If you go on your things to do in Amsterdam short trip in winter, the evening walks will be something very special. Every year around the end of November to mid-January, the Amsterdam Light Festival takes place in the city center. The impressive architecture, beautiful sculptures, and of course the things to do in Amsterdam - canals are set in scenes with the colorful light art.
Light art is a relatively young art form that has been gaining popularity, especially since the LED revolution. The festival (things to do in Amsterdam) offers famous artists from all over the world a stage to present their work. I have to emphasize that each of these artistic works is specially designed for the Amsterdam Light Festival. The event always has a motto to which the artists have to orient themselves. In 2017/18, for example, it was called “existential”. The organizers had current events around the world in mind. It is necessary to look again at what makes a person - and in a positive way. The festival is therefore not only something for the eyes, but also for the soul.
The festival consists of two parts: a guided walking tour called “Illuminade” and a boat tour. The former is free in Amsterdam but is no longer offered a few days before the end of the festival. The “Illuminade” tour runs every evening from 5 pm to 10 pm.
Things to do in Amsterdam - Roots Festival is just as impressive, unique, and completely free of charge. The festival already has decades of history under its belt and yet it is bursting with topicality and innovation. Music styles from every corner, every last corner of the world, as contemporary as unusual, should be in the spotlight at this event. In this way, a musical picture of the current world community is created.
If you are planning things to do in Amsterdam with children, the Roots Festival is for you. Countless projects involve children. Whether it's children's dance shows or doing handicrafts and painting with the little ones - they are not only entertained but also learn a lot in the process. The Amsterdam Roots Festival takes its educational mandate very seriously and focuses not only on innovation but also on the traditions of the most diverse cultures around the world.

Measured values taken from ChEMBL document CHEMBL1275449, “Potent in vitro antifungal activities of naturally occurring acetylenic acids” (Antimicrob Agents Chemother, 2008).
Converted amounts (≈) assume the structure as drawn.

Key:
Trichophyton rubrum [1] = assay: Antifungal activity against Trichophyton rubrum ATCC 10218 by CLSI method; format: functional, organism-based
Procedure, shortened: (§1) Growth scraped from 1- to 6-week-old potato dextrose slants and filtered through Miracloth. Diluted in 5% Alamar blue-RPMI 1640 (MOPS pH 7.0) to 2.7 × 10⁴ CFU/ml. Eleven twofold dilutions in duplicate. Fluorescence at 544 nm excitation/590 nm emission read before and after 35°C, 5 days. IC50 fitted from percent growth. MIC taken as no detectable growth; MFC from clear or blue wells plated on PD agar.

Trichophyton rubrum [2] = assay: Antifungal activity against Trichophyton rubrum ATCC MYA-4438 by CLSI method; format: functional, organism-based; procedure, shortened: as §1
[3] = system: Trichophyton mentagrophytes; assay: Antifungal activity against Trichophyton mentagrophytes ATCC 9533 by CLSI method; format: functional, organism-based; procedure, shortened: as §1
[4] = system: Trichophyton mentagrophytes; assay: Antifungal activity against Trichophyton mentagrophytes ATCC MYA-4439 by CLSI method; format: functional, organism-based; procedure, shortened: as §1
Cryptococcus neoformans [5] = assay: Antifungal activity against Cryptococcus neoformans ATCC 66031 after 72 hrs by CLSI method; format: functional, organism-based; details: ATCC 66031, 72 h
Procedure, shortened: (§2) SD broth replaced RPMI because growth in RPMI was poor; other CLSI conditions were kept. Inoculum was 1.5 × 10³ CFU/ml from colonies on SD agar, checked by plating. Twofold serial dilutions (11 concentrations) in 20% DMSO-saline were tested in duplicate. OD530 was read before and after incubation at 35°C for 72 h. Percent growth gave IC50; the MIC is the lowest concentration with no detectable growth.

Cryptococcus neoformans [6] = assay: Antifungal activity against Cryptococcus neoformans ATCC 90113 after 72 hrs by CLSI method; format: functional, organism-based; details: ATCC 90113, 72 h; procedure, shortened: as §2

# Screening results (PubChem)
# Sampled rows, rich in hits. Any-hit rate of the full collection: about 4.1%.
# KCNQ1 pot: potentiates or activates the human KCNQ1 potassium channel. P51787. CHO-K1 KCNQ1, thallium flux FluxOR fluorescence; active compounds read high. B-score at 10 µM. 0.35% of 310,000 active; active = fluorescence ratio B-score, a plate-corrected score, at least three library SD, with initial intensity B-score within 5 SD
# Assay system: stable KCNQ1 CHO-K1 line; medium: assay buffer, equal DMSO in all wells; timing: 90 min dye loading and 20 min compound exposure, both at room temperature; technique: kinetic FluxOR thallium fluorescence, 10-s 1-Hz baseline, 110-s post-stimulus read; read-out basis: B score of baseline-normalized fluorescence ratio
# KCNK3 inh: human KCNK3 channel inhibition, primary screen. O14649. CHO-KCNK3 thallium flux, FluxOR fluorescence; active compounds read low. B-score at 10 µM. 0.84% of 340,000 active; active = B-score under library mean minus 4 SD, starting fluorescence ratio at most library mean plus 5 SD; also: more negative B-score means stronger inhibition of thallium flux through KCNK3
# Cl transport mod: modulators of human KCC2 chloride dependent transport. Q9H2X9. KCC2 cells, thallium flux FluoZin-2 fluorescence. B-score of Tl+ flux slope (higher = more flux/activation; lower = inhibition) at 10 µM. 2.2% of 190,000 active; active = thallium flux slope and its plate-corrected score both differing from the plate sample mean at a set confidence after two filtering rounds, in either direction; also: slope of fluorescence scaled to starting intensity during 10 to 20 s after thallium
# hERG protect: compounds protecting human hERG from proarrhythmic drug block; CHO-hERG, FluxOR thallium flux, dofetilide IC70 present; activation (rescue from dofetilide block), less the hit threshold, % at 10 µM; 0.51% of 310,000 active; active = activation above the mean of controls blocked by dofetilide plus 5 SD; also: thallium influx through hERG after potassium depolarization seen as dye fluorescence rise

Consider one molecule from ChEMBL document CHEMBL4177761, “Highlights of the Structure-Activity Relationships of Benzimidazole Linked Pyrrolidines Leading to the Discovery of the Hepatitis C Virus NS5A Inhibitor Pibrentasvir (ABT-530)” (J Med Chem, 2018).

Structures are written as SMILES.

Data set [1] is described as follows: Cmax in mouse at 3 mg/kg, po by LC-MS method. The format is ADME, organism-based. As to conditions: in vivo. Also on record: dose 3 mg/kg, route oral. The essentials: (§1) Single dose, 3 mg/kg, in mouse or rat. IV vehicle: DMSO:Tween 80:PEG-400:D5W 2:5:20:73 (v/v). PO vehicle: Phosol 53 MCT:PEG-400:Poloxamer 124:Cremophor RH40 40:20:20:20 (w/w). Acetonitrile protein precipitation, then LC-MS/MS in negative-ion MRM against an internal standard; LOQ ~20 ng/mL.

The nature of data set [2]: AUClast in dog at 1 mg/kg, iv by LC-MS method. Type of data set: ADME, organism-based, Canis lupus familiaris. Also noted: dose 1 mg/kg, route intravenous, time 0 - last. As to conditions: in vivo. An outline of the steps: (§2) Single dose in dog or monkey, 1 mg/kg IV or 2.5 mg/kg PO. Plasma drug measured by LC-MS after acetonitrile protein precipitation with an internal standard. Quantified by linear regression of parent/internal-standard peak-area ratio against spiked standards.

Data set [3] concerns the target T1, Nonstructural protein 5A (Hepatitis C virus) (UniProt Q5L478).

Circus shows have also been new since 2017, rounding off the program with breathtaking acrobatic, musical, and humorous shows - and yes, the shows are free at the Roots Festival in Amsterdam. The Amsterdam Roots Festival takes place every summer (June or July) at the Oosterpark in Amsterdam.
This is actually not a real festival, more of a celebration. Every year on the second weekend in September, countless monuments and historical institutions across Holland open their doors to the public. If you happen to be on your things to do in Amsterdam city trip at this time, all you have to do is look for the white flag that says “Open Monument Day” and you'll have found one of the facilities that you can visit for free in Amsterdam that day.
The nice things to do in Amsterdam is that many of the facilities are not just satisfied with opening doors. They want to offer additional added value and provide further exhibitions, guided tours, and even music.
Cineastes get their money's worth here: A really nice film festival takes place every year in August in the center of things to do in Amsterdam. An outdoor picnic on a warm summer night and watching innovative films could give your romantic holiday in Amsterdam the right flair for free.
The Pluk de Nacht is about presenting a fine selection of the most beautiful independent films that, for whatever reason, never made it into Dutch cinemas. When choosing, careful attention is paid to the quality. That's why you will find a colorful mix of all genres in the program of things to do in Amsterdam. There are animated films, tragic dramas, gripping road movies, or funny comedies.
Every now and then there are really original performances. Once an orchestra played live for a short film series. Another time, a competition was held in front of all viewers, based on emo TV: Who can cry the fastest in front of the camera? The program is complemented by all sorts of little delicacies related to the film: art and media projects, as well as food, drink, and parties.
At the April Festival, it becomes a bit more traditional again. It's a folk festival as you imagine it to be - including carousels, a Ferris wheel, and live music. The April Festival takes place every year in (well, who can guess?) April. The whole folk festival will be set up on the Nieuwmarkt Amsterdam and is just the thing for folk music fans and those with a sweet tooth among you.